Satellite pic shows incoming rain part of moisture plume stretching 6,000 miles to China

A plume of moisture stretches from the Pacific Northwest all the way back to southeastern China (Photo: Google Earth)

The source of the incoming rain this week in Western Washington is known as an "atmospheric river", but if you were to compare it to an actual river, this one would rival the Amazon!

Satellite imagery as of Monday evening showed the plume of moisture stretched from southern British Columbia all the way across the Pacific Ocean into southeastern China.

According to Google Earth -- that's a bit over 6,000 miles following along the plume's path. (The Amazon River is a paltry 4,300 miles long.)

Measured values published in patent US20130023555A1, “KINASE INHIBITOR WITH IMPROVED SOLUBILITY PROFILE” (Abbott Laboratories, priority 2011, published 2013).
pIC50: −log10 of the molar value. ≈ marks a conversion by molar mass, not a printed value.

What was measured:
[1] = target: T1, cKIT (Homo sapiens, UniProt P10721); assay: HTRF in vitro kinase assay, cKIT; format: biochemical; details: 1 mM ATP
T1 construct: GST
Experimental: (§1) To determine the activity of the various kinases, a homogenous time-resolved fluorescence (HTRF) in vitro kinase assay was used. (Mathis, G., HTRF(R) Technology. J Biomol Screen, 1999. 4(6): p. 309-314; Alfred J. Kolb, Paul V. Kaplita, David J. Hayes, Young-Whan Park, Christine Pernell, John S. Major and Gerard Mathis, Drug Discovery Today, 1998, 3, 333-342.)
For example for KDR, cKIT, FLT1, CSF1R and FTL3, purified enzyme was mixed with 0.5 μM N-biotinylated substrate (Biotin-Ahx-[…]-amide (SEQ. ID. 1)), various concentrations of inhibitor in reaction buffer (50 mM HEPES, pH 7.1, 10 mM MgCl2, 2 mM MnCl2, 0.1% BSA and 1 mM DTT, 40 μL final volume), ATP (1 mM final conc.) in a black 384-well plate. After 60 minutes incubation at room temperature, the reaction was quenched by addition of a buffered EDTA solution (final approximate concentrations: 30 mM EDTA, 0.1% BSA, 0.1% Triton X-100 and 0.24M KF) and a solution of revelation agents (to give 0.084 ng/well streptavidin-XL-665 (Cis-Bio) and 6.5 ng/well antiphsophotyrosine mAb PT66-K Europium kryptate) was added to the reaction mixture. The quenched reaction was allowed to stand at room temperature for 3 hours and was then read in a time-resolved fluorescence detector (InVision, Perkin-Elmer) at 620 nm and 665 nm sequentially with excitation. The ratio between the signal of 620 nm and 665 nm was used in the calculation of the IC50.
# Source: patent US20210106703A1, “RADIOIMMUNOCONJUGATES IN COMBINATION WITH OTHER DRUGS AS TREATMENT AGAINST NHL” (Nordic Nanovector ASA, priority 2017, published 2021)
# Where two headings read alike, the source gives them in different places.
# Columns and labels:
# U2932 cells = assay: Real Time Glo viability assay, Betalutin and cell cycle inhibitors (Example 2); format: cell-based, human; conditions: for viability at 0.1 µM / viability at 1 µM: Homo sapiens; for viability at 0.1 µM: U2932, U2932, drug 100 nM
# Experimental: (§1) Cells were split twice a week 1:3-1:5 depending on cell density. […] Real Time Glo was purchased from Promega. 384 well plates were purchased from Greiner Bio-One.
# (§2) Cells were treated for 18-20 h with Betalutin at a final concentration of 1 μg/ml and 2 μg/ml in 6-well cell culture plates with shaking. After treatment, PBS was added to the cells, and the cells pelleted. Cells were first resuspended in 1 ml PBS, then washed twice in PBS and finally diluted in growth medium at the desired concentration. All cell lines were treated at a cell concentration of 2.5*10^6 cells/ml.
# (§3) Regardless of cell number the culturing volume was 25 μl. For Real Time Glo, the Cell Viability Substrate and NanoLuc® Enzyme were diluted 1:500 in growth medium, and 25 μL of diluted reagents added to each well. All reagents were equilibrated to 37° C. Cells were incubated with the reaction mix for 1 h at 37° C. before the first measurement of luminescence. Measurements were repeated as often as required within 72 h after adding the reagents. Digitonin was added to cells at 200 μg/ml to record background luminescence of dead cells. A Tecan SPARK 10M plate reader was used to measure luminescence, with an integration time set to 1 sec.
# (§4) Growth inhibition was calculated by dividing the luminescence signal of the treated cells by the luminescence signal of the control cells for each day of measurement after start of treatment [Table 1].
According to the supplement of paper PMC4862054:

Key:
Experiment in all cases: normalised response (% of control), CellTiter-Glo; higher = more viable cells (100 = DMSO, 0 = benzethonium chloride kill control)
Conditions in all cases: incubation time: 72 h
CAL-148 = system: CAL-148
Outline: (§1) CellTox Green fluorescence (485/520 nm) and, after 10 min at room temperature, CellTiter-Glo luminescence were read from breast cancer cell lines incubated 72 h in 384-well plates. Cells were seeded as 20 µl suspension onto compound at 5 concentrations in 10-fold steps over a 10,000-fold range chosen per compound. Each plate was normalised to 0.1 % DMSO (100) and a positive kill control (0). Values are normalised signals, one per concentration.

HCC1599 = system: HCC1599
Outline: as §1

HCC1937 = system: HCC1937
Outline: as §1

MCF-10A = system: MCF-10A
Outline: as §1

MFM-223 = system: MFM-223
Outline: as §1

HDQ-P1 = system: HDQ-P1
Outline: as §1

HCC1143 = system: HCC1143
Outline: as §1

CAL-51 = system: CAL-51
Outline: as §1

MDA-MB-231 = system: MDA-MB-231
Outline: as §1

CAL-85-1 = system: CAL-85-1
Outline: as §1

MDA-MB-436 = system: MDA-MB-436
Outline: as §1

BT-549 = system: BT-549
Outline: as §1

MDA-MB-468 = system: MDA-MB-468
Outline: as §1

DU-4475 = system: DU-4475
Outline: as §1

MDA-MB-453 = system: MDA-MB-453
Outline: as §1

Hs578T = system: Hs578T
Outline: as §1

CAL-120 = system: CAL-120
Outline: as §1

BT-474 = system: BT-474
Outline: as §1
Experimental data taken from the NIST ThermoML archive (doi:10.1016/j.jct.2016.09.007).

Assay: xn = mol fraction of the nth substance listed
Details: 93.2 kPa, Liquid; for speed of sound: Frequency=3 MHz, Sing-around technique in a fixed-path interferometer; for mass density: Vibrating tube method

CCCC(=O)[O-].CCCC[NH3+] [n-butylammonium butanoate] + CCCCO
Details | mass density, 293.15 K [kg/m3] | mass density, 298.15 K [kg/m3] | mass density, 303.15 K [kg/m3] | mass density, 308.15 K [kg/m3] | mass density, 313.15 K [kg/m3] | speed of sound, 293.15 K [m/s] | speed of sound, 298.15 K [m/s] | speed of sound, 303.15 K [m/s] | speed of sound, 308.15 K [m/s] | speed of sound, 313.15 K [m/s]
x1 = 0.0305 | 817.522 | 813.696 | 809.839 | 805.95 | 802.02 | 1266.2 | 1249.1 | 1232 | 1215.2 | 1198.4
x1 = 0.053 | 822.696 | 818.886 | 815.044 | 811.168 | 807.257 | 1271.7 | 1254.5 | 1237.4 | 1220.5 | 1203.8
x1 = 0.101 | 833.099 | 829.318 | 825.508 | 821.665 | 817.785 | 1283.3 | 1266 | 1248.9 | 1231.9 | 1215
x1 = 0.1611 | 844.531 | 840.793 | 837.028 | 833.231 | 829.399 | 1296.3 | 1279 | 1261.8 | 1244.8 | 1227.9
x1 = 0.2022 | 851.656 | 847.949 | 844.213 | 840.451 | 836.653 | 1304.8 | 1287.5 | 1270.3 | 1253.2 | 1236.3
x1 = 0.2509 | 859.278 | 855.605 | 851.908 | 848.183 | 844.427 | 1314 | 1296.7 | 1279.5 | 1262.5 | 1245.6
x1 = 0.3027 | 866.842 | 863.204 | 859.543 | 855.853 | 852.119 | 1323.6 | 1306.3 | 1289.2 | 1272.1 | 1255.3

Think of the "river" as a path of a long fire hose, with heavy rains accompanying wherever the river ends up. This particular river is expected to sag south into Western Washington on Tuesday, with a stronger punch of moisture inbound for Wednesday and Thursday. Rainfall totals in the lowlands of Western Washington are expected to range between 1-3 inches while closer to 5-7 inches are expected in the mountains, depending on where exactly this river sets up.

As long as the river keeps moving, it'll prevent heavy rains from falling over one particular spot for an extended period, but if the river stalls, it can lead to greater rainfall totals and flooding.

The river briefly sags south into Oregon and northern California toward the end of the week but reloads and returns to Western Washington over the weekend. Forecast models still are varying a bit on how long the river drenches the mountains but some scenarios could bring potential flooding to mountain-fed rivers by the weekend.

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